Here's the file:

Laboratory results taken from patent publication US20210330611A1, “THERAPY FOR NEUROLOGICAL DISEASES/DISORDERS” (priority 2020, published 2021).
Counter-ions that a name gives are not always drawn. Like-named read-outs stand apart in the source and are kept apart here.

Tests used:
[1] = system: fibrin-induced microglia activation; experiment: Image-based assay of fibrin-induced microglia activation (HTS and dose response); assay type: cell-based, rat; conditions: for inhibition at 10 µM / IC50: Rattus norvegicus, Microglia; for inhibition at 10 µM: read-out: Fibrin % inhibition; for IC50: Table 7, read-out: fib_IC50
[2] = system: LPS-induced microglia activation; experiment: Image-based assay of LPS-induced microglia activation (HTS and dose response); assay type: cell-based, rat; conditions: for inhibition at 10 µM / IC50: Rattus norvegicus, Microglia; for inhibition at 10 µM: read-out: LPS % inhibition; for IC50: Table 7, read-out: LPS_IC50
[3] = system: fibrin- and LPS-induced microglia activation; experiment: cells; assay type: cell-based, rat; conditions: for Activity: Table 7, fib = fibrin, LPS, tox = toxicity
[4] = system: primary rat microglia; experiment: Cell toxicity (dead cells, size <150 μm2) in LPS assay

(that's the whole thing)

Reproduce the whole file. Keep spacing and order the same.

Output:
Laboratory results taken from patent publication US20210330611A1, “THERAPY FOR NEUROLOGICAL DISEASES/DISORDERS” (priority 2020, published 2021).
Counter-ions that a name gives are not always drawn. Like-named read-outs stand apart in the source and are kept apart here.

Tests used:
[1] = system: fibrin-induced microglia activation; experiment: Image-based assay of fibrin-induced microglia activation (HTS and dose response); assay type: cell-based, rat; conditions: for inhibition at 10 µM / IC50: Rattus norvegicus, Microglia; for inhibition at 10 µM: read-out: Fibrin % inhibition; for IC50: Table 7, read-out: fib_IC50
[2] = system: LPS-induced microglia activation; experiment: Image-based assay of LPS-induced microglia activation (HTS and dose response); assay type: cell-based, rat; conditions: for inhibition at 10 µM / IC50: Rattus norvegicus, Microglia; for inhibition at 10 µM: read-out: LPS % inhibition; for IC50: Table 7, read-out: LPS_IC50
[3] = system: fibrin- and LPS-induced microglia activation; experiment: cells; assay type: cell-based, rat; conditions: for Activity: Table 7, fib = fibrin, LPS, tox = toxicity
[4] = system: primary rat microglia; experiment: Cell toxicity (dead cells, size <150 μm2) in LPS assay